Accurate public reforms are needed for Afghanistan, targeting the issues of corruption, violence related conflict, poor planning, and almost no execution. It is amazing to know that International Transparency declared Afghanistan as the world’s second most corrupt state. This is food for thought for the bureaucrats and technocrats. Even if 5% of the budget was utilized properly for healthcare, citizens would refrain from going neighboring countries for medical treatment. Unfortunately, our people are not responsible citizens because they have been gone through a prolonged war. Therefore, their engagement in such policies is not so attentive.
The government has many challenges in the country. It is not serious about the most important issues such as healthcare and education. It has been more than 15 years now that the health sector is struggling to achieve its objectives. Every five years they set strategic plans, but fail to achieve them. Every citizen has the right to get an education and access to health facilities.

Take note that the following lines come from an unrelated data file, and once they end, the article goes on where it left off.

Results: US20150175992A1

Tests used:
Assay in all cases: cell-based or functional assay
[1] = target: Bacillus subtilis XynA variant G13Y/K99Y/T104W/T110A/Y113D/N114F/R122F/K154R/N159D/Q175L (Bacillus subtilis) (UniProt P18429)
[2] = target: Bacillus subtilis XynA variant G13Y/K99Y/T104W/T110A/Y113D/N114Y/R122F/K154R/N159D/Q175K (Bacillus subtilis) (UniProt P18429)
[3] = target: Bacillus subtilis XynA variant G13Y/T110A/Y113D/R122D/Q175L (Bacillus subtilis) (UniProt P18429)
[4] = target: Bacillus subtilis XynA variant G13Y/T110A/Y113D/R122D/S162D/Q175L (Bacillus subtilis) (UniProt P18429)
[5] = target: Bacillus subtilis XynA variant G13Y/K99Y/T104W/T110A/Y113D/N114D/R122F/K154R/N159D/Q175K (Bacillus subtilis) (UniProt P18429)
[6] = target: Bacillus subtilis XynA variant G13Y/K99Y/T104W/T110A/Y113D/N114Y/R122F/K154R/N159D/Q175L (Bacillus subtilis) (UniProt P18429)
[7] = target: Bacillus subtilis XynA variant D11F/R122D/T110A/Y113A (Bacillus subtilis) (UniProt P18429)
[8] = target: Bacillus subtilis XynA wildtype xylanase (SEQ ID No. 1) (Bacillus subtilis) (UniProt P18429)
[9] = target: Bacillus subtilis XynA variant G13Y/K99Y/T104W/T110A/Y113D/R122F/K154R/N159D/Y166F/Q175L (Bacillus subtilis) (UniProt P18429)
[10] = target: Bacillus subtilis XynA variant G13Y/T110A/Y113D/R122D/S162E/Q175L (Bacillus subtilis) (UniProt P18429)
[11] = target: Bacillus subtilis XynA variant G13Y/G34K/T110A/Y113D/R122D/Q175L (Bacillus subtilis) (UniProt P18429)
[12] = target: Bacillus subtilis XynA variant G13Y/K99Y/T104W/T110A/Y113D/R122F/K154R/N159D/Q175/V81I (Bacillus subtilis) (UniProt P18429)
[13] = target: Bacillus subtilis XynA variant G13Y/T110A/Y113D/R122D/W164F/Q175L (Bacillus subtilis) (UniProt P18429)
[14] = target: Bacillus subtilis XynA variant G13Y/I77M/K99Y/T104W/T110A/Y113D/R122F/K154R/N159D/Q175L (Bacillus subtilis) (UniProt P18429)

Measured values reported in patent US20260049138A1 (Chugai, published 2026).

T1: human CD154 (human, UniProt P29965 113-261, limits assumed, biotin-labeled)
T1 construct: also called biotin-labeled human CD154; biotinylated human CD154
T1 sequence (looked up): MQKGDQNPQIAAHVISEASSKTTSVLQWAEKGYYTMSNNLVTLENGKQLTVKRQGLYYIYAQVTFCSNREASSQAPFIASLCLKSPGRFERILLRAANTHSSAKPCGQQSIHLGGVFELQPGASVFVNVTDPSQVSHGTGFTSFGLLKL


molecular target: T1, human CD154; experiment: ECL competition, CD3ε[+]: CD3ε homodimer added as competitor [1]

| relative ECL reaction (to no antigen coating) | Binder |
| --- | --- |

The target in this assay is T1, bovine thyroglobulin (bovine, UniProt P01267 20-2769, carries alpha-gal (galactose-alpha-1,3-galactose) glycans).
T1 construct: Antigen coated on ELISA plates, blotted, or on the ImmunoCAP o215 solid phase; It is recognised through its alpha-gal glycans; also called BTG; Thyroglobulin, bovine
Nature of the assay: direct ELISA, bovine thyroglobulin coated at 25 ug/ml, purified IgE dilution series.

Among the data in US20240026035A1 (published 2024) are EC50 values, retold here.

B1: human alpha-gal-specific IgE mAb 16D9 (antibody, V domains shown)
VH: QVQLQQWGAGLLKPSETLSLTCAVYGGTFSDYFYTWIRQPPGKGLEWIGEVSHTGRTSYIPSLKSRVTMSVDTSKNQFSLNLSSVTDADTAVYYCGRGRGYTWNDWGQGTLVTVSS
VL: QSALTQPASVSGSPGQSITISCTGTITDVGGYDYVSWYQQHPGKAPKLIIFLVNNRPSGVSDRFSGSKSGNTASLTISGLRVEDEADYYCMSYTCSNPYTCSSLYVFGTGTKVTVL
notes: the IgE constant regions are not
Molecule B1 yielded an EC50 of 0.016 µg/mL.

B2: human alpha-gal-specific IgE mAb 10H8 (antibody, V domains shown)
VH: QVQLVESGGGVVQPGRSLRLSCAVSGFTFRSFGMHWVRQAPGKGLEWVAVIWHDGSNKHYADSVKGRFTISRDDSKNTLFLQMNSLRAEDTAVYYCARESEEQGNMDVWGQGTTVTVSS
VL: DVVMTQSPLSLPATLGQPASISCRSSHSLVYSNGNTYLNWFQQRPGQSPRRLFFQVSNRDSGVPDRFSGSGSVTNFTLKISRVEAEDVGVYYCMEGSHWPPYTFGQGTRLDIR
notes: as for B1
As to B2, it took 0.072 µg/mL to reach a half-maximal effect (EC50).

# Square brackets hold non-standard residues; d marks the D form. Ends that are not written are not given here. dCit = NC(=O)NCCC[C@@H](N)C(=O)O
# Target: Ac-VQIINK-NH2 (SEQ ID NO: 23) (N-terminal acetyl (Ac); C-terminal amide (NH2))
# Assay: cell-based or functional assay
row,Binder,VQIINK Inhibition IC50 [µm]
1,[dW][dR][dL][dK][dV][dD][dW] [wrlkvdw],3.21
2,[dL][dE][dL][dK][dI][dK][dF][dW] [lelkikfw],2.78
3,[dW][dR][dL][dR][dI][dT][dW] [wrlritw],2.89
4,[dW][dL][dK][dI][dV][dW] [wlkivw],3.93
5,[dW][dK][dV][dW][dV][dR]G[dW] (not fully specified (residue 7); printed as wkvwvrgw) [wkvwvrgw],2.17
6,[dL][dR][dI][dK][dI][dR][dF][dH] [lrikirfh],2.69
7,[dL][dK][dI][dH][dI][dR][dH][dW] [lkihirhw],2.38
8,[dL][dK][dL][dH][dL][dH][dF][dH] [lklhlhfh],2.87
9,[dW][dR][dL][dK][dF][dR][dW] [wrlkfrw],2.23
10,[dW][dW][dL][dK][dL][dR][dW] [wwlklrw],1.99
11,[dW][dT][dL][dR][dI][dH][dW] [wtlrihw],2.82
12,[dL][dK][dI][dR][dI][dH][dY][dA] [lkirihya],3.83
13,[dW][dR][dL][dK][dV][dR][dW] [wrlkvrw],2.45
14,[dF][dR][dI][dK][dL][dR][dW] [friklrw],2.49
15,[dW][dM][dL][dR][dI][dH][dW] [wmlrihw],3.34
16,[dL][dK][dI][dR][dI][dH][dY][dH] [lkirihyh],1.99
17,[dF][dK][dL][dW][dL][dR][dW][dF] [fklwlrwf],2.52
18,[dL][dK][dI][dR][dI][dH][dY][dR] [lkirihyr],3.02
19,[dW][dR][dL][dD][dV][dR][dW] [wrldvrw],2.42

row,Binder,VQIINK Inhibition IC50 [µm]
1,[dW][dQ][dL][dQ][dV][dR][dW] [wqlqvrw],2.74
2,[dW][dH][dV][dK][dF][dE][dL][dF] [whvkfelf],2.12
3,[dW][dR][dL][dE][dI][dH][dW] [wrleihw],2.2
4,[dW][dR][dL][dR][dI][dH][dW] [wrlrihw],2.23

The Ministry of Public Health is facing two main issues; first, is rampant corruption. The second is the gap between strategy formulation and strategy implementation processes. The Ministry makes policies for healthcare but fails to execute them properly. The MoPH demands international help to conduct a rapid review of the current health policies. When the policies are followed haphazardly and are not executed efficiently, nothing changes and the people continue to suffer. When the right person for the right job does not get selected due to nepotism, the quality of public service will never improve. Corruption is a curse, and it needs to be eradicated in order to lead the country to prosperity. Those Afghans who are part of strategy-making but are not competent to do their job should be removed in favor of those who are dedicated, committed, passionate, experienced and have the potential to work for the best interest of their people.
General Directorate of Pharmaceutical Affairs (GDPA) is another aspect of health policy, which is vital for the state, but the government never encourages investors to invest in this sector. Medicines that are imported from other countries by local businessmen and are of poor quality and expensive. The foreign experts and knowledgeable workers should be welcomed to train and develop Afghan capabilities in different fields, then Afghans can further train other people, multiplying capabilities.
WaheedUllah Aziz is a freelance writer and writes about social, health and other issues of Afghanistan.
He can be reached at firstname.lastname@example.org
The Afghan Tribune | WaheedUllah Aziz | Published: March 07, 2017, 09:17 AM